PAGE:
“Wonder elephant soars to fame,” reads the headline of a newspaper that publishes the story of a flying elephant gliding across the circus tent. That is one of the most exhilarating visuals, which is bound to stay with you much after the film is over. Director Tim Burton’s mastery in creating visual fantasies is once again at display in this simplistic film about emotions that are universal. Set in 1919, every frame of the film captures the essence of what it tries to convey. Burton and his screenplay writer Ehren Kruger stick to the staple Disney tricks in telling a simple yet effective tale that has already been told before. Thankfully, the director manages to get the right amount of restrain from most of his actors.
As a former circus star and a World War I veteran, Colin Farrell is convincing as Holt Farrier. He brings in the vulnerability of a single parent and a circus star, who is reduced to training the elephants after losing an arm in the war. Veteran actor Danny DeVito (Max Medici) goes a little over-the-top at times, but as the boisterous ringmaster and an owner of a struggling circus, he is allowed to do so. Eva Green sets many a hearts racing with her beauty and grace as the French trapeze artist Colette Marchant. Burton also manages to establish the connection between Dumbo and the two children, who mirror the loss of their own mother, when Dumbo is separated from his. Micheal Keaton in his caricature bad guy act looks menacing and funny, both at the same time.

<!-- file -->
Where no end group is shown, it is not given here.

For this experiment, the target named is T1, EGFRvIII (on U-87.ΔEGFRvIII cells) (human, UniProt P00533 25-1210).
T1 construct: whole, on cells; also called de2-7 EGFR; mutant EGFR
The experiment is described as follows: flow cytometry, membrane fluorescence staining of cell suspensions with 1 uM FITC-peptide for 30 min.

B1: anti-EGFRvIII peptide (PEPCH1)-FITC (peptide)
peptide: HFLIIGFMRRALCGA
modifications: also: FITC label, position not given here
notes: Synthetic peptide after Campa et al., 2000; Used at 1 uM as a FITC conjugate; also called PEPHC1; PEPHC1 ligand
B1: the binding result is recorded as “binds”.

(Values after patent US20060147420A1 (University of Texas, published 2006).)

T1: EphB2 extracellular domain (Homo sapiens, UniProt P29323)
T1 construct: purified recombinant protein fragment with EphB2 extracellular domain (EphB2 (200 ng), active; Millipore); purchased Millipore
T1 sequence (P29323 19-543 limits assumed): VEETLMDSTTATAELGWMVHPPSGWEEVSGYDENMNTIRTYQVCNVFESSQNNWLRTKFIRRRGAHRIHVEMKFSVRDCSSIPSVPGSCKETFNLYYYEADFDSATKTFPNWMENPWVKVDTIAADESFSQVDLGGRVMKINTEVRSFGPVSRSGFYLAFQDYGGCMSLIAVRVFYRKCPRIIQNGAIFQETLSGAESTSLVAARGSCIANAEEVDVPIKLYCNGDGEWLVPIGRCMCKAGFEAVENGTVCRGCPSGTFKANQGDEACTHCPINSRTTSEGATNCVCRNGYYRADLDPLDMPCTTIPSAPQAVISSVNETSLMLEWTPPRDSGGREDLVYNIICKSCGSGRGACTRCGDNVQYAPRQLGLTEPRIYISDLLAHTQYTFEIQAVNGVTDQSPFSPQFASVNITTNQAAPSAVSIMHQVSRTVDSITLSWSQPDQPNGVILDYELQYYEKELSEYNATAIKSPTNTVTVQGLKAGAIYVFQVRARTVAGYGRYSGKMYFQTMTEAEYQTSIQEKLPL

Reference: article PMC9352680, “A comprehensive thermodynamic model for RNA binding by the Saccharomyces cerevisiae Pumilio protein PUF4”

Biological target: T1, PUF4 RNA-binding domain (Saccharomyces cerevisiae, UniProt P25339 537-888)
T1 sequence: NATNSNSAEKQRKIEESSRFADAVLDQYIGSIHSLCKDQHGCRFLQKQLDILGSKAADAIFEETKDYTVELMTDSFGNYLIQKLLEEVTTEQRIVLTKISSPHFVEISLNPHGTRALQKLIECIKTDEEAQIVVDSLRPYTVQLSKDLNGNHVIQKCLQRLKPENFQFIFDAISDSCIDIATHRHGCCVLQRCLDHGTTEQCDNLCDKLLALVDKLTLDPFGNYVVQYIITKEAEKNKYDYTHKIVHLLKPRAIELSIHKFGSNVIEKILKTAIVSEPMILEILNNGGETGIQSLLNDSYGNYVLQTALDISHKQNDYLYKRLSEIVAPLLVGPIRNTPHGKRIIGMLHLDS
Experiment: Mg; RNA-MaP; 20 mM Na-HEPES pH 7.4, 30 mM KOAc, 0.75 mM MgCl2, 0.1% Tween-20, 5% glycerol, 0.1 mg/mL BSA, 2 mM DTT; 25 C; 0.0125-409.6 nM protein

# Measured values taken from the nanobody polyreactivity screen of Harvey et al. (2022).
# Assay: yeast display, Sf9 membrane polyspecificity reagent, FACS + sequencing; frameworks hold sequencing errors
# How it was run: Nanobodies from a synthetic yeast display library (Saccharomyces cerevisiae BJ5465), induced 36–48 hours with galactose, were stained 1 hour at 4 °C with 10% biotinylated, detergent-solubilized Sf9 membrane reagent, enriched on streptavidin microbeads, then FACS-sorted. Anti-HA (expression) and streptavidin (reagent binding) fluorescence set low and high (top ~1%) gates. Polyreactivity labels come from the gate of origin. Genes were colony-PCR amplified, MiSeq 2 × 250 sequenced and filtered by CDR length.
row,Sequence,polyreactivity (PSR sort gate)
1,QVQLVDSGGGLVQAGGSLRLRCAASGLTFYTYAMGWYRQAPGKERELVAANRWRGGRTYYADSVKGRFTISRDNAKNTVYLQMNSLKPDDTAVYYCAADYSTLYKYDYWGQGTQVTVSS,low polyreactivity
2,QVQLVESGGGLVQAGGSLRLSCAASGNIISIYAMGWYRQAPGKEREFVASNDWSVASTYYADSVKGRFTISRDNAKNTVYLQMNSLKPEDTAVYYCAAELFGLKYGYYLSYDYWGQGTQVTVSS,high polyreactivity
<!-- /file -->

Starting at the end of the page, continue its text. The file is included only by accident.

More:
But the film’s A game clearly lies in its protagonist. The novelty of Dumbo’s flying act doesn’t wear off even when the act itself becomes repetitive. Every time the pachyderm flies, it takes you along with it. The scenes involving the mother elephant are emotionally stirring and will strike a chord with the audience. Film’s visual scale towers above many of its obvious flaws, but doesn’t quite lift it above Burton’s legacy of creating magical realism in the past. While there are problems such as predictability, caricature characters and a sluggish pace, ‘Dumbo’ has its moments. Overall, it’s a harmless family entertainer for children of all ages.